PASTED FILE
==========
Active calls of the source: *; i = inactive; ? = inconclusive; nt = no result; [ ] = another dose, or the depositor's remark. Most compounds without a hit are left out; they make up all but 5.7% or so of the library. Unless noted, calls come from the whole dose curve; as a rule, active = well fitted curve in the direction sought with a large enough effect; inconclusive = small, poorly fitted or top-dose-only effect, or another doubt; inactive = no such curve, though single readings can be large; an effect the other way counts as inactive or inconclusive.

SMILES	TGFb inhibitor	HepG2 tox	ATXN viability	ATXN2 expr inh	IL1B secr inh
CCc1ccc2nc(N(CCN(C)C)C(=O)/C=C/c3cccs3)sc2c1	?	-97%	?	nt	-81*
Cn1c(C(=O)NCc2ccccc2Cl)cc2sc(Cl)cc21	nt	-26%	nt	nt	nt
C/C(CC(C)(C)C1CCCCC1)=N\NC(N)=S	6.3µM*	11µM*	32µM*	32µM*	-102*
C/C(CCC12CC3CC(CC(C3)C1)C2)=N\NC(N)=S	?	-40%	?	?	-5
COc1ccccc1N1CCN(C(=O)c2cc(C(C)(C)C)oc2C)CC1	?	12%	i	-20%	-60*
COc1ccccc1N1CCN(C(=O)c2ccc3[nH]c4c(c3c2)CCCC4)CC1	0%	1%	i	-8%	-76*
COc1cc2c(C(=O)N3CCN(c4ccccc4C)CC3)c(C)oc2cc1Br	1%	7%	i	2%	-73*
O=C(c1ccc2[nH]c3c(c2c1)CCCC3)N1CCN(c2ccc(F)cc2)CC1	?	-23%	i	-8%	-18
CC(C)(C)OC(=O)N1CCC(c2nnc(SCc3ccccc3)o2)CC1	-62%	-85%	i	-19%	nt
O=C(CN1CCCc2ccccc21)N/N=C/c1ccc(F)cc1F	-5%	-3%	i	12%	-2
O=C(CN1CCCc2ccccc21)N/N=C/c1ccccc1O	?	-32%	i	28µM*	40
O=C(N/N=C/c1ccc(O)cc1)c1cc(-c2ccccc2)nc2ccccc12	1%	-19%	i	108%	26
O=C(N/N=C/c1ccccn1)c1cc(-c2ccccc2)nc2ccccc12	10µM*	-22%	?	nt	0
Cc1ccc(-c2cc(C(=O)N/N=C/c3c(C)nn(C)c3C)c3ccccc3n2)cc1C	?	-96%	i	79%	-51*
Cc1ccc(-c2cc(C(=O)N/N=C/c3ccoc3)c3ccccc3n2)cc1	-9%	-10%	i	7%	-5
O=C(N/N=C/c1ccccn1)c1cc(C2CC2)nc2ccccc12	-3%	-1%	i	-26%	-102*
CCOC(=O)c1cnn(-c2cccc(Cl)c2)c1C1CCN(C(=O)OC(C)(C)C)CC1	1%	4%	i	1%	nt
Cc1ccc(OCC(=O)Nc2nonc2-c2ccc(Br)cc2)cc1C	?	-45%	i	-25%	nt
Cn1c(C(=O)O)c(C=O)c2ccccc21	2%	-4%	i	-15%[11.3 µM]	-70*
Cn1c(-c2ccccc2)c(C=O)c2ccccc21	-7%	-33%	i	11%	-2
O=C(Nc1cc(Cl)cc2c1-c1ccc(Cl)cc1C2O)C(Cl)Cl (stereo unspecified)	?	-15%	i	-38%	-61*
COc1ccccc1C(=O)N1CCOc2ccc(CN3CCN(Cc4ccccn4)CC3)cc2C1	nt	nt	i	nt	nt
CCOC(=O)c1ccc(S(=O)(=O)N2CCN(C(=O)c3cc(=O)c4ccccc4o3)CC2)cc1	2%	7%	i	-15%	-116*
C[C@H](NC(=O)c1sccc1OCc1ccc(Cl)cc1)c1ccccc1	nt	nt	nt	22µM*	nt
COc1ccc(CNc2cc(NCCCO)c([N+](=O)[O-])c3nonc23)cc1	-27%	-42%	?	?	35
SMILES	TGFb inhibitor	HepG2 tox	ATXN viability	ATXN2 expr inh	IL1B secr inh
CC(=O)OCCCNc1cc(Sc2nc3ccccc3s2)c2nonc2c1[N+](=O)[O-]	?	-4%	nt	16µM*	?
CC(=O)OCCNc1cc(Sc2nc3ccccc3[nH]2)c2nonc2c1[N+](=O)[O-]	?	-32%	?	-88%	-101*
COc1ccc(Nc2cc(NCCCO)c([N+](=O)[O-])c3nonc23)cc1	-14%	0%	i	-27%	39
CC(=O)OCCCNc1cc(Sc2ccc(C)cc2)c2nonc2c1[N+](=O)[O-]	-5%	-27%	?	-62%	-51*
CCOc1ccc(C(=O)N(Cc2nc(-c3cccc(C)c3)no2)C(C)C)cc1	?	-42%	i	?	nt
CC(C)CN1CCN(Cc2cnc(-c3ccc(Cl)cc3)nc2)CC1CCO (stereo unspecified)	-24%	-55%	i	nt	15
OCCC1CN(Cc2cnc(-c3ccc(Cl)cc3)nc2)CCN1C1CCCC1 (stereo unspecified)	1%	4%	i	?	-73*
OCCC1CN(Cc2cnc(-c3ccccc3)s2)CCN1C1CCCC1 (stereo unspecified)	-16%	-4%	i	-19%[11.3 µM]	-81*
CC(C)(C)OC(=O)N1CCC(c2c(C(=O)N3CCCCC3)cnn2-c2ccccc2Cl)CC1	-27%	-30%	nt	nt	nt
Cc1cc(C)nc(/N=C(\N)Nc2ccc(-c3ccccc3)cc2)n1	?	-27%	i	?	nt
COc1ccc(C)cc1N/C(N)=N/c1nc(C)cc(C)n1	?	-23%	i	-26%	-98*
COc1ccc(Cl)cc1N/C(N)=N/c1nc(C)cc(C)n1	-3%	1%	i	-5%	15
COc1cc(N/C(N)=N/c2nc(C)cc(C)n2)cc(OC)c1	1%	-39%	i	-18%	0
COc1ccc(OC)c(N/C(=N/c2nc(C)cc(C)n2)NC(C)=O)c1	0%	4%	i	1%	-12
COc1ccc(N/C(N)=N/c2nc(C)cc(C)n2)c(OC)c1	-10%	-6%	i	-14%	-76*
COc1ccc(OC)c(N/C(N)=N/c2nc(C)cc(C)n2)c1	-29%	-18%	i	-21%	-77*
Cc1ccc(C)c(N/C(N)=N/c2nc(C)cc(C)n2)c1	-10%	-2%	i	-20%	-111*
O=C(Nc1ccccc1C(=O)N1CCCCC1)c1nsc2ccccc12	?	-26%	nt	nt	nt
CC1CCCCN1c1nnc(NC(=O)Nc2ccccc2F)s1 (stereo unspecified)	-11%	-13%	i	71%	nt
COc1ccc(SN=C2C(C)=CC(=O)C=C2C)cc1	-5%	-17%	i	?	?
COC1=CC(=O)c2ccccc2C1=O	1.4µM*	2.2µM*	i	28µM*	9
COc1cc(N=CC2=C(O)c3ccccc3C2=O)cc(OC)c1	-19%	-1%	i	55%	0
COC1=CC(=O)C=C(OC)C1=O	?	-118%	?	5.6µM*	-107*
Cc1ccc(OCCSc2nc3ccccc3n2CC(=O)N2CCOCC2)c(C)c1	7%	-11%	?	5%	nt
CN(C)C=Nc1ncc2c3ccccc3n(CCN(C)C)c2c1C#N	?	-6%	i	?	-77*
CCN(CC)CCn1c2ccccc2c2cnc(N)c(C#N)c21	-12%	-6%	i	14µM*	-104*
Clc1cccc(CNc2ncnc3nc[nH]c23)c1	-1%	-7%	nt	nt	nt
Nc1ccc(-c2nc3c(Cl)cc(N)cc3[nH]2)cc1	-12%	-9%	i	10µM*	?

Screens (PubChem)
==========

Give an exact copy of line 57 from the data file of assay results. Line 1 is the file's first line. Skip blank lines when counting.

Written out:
Screens (PubChem)